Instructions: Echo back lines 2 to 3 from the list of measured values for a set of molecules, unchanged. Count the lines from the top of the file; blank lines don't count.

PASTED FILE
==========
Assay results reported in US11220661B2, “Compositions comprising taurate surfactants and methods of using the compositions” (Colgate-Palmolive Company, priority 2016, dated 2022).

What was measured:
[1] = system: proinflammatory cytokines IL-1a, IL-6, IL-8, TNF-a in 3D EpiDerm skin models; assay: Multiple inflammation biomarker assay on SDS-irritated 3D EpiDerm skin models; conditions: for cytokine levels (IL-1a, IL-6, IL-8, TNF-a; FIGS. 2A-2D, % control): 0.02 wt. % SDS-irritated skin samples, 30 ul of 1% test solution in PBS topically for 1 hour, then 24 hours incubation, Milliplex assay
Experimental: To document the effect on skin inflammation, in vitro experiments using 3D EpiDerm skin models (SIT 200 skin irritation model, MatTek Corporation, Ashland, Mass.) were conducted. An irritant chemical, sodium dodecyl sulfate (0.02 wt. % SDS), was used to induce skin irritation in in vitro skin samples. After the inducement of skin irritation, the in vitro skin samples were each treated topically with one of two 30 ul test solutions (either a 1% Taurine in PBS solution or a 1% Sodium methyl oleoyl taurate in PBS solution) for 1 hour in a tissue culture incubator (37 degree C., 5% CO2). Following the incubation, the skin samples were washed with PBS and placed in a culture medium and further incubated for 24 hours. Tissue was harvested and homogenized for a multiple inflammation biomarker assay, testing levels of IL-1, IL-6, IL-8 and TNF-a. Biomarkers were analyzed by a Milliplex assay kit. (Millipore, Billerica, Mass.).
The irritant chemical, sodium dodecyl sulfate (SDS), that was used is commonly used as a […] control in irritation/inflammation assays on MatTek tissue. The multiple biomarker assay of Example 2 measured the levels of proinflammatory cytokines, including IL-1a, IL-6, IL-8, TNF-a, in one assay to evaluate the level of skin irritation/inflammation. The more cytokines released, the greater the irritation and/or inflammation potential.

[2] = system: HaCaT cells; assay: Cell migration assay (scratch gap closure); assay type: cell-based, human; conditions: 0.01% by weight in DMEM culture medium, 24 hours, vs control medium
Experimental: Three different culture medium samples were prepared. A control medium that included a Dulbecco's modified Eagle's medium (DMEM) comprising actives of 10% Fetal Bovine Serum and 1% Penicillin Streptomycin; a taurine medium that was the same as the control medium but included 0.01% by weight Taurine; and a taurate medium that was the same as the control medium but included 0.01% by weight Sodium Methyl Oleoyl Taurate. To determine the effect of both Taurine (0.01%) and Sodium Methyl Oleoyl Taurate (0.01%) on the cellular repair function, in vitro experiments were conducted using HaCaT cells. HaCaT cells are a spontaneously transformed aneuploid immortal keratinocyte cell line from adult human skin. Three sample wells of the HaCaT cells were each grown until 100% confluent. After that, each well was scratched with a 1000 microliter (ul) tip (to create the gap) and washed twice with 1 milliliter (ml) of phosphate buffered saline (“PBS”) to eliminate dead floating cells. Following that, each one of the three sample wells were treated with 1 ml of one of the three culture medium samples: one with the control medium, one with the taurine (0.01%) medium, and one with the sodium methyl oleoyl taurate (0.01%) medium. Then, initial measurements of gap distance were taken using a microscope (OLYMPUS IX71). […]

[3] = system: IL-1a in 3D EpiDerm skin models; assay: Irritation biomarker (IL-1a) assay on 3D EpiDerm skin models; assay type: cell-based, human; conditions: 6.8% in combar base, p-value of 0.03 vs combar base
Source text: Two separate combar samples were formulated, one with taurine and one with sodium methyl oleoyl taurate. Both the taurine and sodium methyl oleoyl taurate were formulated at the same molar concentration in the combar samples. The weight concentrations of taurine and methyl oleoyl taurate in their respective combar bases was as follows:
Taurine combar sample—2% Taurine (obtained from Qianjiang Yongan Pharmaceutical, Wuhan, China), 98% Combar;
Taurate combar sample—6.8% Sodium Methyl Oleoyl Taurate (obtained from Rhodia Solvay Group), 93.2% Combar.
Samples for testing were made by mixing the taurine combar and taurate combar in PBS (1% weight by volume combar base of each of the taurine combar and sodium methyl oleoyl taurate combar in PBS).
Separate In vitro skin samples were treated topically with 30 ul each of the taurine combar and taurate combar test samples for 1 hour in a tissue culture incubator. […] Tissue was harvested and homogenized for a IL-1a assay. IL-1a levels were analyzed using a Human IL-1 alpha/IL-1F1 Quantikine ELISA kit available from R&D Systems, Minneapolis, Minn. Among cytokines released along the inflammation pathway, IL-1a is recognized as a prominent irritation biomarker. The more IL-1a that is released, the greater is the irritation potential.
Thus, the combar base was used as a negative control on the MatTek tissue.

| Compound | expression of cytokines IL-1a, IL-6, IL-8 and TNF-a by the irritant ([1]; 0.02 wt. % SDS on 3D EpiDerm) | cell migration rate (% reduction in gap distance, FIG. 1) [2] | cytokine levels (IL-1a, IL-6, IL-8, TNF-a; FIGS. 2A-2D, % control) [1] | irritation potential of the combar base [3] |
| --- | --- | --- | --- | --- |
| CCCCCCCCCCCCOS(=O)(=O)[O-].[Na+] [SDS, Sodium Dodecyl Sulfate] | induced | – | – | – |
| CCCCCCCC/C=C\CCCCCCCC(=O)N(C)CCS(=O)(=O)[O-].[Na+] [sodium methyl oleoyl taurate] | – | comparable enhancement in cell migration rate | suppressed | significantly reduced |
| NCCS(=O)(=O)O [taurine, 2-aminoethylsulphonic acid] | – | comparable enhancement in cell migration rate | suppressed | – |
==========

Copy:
What was measured:
[1] = system: proinflammatory cytokines IL-1a, IL-6, IL-8, TNF-a in 3D EpiDerm skin models; assay: Multiple inflammation biomarker assay on SDS-irritated 3D EpiDerm skin models; conditions: for cytokine levels (IL-1a, IL-6, IL-8, TNF-a; FIGS. 2A-2D, % control): 0.02 wt. % SDS-irritated skin samples, 30 ul of 1% test solution in PBS topically for 1 hour, then 24 hours incubation, Milliplex assay